France debates legalising Internet downloads

7th March 2006, Comments 0 comments

PARIS, March 7, 2006 (AFP) - The French government and MPs prepared to do battle Tuesday over a digital copyright bill that could clear the way for the legal downloading of music and movie files from the Internet.

PARIS, March 7, 2006 (AFP) - The French government and MPs prepared to do battle Tuesday over a digital copyright bill that could clear the way for the legal downloading of music and movie files from the Internet.

Prime Minister Dominique de Villepin's centre-right government is trying to block MPs from voting to give such permission to Internet users, who would pay a small extra monthly fee to their Internet service provider for the right.

Representatives from both the ruling UMP party and the opposition benches had already voted to adopt the download fee idea in December while debating an original version of the bill.

As a result, Villepin hastily withdrew the original bill and had it slightly modified for re-submission to parliament Tuesday.

Several days of debate are scheduled before a vote due on March 14.

If the downloading fee becomes law, France would join a small number of Western countries -- among them Canada and the Netherlands -- which allow consumers to legally make copies of copyrighted digital files for private use.

Many other countries, most notably the United States, take an opposing view and have passed legislation expressly outlawing the practice.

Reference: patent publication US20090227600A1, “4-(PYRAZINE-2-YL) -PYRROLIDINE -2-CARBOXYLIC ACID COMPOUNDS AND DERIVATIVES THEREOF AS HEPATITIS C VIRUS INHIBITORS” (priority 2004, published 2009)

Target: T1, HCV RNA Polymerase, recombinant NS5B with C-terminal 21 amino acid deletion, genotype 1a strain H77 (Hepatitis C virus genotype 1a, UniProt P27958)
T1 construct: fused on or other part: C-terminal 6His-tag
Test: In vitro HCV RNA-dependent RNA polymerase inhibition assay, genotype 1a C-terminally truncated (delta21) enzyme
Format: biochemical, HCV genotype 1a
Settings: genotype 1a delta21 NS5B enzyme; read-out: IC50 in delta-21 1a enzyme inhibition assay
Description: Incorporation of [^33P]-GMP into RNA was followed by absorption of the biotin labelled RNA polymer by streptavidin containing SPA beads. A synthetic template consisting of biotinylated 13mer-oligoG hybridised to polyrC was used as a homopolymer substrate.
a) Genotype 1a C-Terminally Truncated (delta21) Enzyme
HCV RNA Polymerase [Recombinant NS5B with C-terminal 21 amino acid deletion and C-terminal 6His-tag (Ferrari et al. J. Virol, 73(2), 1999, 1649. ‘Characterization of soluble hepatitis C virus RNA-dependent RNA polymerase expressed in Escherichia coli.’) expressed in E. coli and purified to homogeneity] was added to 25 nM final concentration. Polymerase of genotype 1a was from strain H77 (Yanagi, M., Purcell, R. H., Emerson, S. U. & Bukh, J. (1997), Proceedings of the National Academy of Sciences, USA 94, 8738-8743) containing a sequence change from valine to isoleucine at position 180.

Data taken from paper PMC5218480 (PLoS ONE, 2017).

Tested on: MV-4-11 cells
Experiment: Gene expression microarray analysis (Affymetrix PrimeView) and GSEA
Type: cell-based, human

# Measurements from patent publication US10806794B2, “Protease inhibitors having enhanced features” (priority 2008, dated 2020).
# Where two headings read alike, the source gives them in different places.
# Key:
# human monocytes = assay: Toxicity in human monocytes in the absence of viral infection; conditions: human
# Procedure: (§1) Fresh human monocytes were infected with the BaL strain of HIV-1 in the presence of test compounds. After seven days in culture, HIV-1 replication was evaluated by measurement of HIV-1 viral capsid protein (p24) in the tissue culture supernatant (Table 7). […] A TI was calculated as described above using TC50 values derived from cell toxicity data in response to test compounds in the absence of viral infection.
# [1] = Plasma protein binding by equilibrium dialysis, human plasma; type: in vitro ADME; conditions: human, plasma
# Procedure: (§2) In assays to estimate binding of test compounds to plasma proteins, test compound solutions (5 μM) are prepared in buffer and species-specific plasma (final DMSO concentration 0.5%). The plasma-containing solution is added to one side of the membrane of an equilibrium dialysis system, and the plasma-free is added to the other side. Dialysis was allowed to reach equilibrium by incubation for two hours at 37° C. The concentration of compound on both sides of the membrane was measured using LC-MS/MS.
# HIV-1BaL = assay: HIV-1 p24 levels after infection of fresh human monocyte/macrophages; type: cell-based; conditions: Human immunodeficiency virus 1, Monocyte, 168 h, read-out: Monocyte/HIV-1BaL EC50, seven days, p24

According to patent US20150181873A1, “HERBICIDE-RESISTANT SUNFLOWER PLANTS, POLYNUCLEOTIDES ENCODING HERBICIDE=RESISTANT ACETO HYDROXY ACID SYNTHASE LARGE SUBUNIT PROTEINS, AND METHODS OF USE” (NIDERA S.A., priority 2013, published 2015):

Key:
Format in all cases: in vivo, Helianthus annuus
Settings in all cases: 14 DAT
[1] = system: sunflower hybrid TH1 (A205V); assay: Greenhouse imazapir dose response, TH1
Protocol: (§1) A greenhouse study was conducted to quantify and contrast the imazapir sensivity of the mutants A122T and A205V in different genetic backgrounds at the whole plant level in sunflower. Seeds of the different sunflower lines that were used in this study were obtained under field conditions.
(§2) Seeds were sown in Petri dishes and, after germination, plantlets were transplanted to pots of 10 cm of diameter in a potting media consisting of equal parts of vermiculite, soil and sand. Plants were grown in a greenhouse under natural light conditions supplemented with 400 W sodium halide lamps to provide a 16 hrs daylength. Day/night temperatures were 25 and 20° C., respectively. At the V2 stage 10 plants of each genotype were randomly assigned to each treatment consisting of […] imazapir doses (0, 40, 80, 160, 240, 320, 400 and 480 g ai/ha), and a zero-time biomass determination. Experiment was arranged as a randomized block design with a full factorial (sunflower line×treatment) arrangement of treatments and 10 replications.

On Monday, in a sign of the government's determination to quash the fee idea, Villepin's administration withdrew the article in the bill to which was attached the two amendments that would have legalised downloads.

The parliamentary leader of the opposition Socialists, Jean-Marc Ayrault, said the government's strong-arm tactics reeked of "panic".

The French government -- which is trying to bring its copyright laws into line with a 2001 EU directive -- modified the fines stipulated in its bill after December's vote.

The fine for a first-time offender downloading tunes or a film was reduced to 38 euros, with higher penalties for those who broke copyright protection on a commercial DVD or who made public "hacks" to get around protections.

Other articles in the bill provide for the establishment of a government body that would decide how many private copies of a digital work an individual can make and what copyright exceptions should exist for libraries, journalists and handicapped people.

Big music companies and a few famous French singers, veteran rocker Johnny Hallyday among them, are hostile to a download licence for Internet users -- expected to amount to, say, eight or 12 euros -- saying it would not nearly compensate them for the royalties they earn from more traditional music sales.

But French consumer groups -- and quite a few MPs -- counter that the Internet age has changed consumer habits, and an estimated eight to 10 million French people, out of a population of 60 million, download files anyway.

A new economic model is needed, they argue, and a download fee would provide money to artists who lose out entirely under current practices.

"The government bill is wrong to attack the private exchanges between consumers and to aim to create by decree new fines," one consumer group, UFC-Que Choisir, said in a statement.

"It is also wrong to submit the private use of works bought by consumers to a unilateral control by companies that wipes out the notion and spirit of private-use copying" up to now enshrined in French law, it added.

Both sides of the debate have acknowledged that platforms such as Apple's Music Store do provide legal downloads on a pay-per-file basis.

But they also note that such files are not always playable on a variety of machines (for instance Apple music files will only play on iPods), limiting their appeal -- and possibly even breaching French anti-competition law.

Copyright AFP

Subject: French news

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